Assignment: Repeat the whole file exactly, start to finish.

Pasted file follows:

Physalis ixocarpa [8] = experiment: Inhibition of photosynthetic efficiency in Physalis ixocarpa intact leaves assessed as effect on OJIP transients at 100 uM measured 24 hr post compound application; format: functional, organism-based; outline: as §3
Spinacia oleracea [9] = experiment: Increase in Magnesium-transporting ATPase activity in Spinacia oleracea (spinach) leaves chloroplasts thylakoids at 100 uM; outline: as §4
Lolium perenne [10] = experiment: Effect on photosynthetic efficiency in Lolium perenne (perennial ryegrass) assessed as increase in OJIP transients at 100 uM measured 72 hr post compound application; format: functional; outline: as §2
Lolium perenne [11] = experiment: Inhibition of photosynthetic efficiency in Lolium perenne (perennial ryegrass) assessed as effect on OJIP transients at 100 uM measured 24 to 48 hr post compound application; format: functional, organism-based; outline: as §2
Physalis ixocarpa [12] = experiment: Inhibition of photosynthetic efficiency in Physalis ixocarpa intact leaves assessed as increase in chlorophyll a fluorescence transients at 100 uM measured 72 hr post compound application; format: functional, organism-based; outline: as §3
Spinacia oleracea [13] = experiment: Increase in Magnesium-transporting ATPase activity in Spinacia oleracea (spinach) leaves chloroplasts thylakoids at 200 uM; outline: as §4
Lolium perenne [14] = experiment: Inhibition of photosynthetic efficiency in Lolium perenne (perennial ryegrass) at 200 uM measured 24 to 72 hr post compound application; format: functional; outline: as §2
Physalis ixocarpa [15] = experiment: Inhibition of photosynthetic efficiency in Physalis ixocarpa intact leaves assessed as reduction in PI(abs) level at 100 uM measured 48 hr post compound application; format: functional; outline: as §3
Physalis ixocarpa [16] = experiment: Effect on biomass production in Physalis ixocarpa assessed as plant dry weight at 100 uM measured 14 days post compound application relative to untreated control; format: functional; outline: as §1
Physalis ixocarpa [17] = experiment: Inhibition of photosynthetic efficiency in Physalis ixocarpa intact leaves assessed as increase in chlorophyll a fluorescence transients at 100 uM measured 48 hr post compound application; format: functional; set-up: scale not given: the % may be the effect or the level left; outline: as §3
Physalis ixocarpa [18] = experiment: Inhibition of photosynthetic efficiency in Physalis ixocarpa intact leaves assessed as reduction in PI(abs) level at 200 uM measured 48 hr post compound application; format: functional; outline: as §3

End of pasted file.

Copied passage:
Physalis ixocarpa [8] = experiment: Inhibition of photosynthetic efficiency in Physalis ixocarpa intact leaves assessed as effect on OJIP transients at 100 uM measured 24 hr post compound application; format: functional, organism-based; outline: as §3
Spinacia oleracea [9] = experiment: Increase in Magnesium-transporting ATPase activity in Spinacia oleracea (spinach) leaves chloroplasts thylakoids at 100 uM; outline: as §4
Lolium perenne [10] = experiment: Effect on photosynthetic efficiency in Lolium perenne (perennial ryegrass) assessed as increase in OJIP transients at 100 uM measured 72 hr post compound application; format: functional; outline: as §2
Lolium perenne [11] = experiment: Inhibition of photosynthetic efficiency in Lolium perenne (perennial ryegrass) assessed as effect on OJIP transients at 100 uM measured 24 to 48 hr post compound application; format: functional, organism-based; outline: as §2
Physalis ixocarpa [12] = experiment: Inhibition of photosynthetic efficiency in Physalis ixocarpa intact leaves assessed as increase in chlorophyll a fluorescence transients at 100 uM measured 72 hr post compound application; format: functional, organism-based; outline: as §3
Spinacia oleracea [13] = experiment: Increase in Magnesium-transporting ATPase activity in Spinacia oleracea (spinach) leaves chloroplasts thylakoids at 200 uM; outline: as §4
Lolium perenne [14] = experiment: Inhibition of photosynthetic efficiency in Lolium perenne (perennial ryegrass) at 200 uM measured 24 to 72 hr post compound application; format: functional; outline: as §2
Physalis ixocarpa [15] = experiment: Inhibition of photosynthetic efficiency in Physalis ixocarpa intact leaves assessed as reduction in PI(abs) level at 100 uM measured 48 hr post compound application; format: functional; outline: as §3
Physalis ixocarpa [16] = experiment: Effect on biomass production in Physalis ixocarpa assessed as plant dry weight at 100 uM measured 14 days post compound application relative to untreated control; format: functional; outline: as §1
Physalis ixocarpa [17] = experiment: Inhibition of photosynthetic efficiency in Physalis ixocarpa intact leaves assessed as increase in chlorophyll a fluorescence transients at 100 uM measured 48 hr post compound application; format: functional; set-up: scale not given: the % may be the effect or the level left; outline: as §3
Physalis ixocarpa [18] = experiment: Inhibition of photosynthetic efficiency in Physalis ixocarpa intact leaves assessed as reduction in PI(abs) level at 200 uM measured 48 hr post compound application; format: functional; outline: as §3